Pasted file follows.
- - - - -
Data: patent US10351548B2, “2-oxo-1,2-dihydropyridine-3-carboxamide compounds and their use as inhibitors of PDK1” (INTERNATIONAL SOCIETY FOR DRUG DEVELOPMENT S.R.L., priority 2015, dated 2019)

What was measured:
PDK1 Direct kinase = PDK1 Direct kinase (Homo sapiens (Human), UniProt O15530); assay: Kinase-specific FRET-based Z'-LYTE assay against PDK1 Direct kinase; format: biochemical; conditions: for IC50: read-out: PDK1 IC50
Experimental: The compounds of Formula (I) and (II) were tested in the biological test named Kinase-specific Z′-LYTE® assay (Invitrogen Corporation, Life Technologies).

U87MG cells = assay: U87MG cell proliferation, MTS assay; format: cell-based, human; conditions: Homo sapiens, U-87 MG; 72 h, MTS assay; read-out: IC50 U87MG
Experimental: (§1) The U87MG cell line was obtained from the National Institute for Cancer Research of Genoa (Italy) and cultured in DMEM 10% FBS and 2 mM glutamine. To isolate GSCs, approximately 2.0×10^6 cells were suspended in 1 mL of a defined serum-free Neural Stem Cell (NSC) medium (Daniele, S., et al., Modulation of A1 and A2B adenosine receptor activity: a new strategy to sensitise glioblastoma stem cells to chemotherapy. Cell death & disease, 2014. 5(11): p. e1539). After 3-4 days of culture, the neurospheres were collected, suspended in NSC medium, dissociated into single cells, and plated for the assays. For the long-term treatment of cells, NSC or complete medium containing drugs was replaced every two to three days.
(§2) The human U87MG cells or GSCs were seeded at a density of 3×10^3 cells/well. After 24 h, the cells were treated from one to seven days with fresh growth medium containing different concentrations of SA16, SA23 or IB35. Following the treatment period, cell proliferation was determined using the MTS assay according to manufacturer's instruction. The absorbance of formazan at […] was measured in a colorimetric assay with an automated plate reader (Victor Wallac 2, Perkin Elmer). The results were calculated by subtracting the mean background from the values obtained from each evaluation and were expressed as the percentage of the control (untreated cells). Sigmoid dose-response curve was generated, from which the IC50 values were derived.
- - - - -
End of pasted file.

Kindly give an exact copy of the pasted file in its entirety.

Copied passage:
Data: patent US10351548B2, “2-oxo-1,2-dihydropyridine-3-carboxamide compounds and their use as inhibitors of PDK1” (INTERNATIONAL SOCIETY FOR DRUG DEVELOPMENT S.R.L., priority 2015, dated 2019)

What was measured:
PDK1 Direct kinase = PDK1 Direct kinase (Homo sapiens (Human), UniProt O15530); assay: Kinase-specific FRET-based Z'-LYTE assay against PDK1 Direct kinase; format: biochemical; conditions: for IC50: read-out: PDK1 IC50
Experimental: The compounds of Formula (I) and (II) were tested in the biological test named Kinase-specific Z′-LYTE® assay (Invitrogen Corporation, Life Technologies).

U87MG cells = assay: U87MG cell proliferation, MTS assay; format: cell-based, human; conditions: Homo sapiens, U-87 MG; 72 h, MTS assay; read-out: IC50 U87MG
Experimental: (§1) The U87MG cell line was obtained from the National Institute for Cancer Research of Genoa (Italy) and cultured in DMEM 10% FBS and 2 mM glutamine. To isolate GSCs, approximately 2.0×10^6 cells were suspended in 1 mL of a defined serum-free Neural Stem Cell (NSC) medium (Daniele, S., et al., Modulation of A1 and A2B adenosine receptor activity: a new strategy to sensitise glioblastoma stem cells to chemotherapy. Cell death & disease, 2014. 5(11): p. e1539). After 3-4 days of culture, the neurospheres were collected, suspended in NSC medium, dissociated into single cells, and plated for the assays. For the long-term treatment of cells, NSC or complete medium containing drugs was replaced every two to three days.
(§2) The human U87MG cells or GSCs were seeded at a density of 3×10^3 cells/well. After 24 h, the cells were treated from one to seven days with fresh growth medium containing different concentrations of SA16, SA23 or IB35. Following the treatment period, cell proliferation was determined using the MTS assay according to manufacturer's instruction. The absorbance of formazan at […] was measured in a colorimetric assay with an automated plate reader (Victor Wallac 2, Perkin Elmer). The results were calculated by subtracting the mean background from the values obtained from each evaluation and were expressed as the percentage of the control (untreated cells). Sigmoid dose-response curve was generated, from which the IC50 values were derived.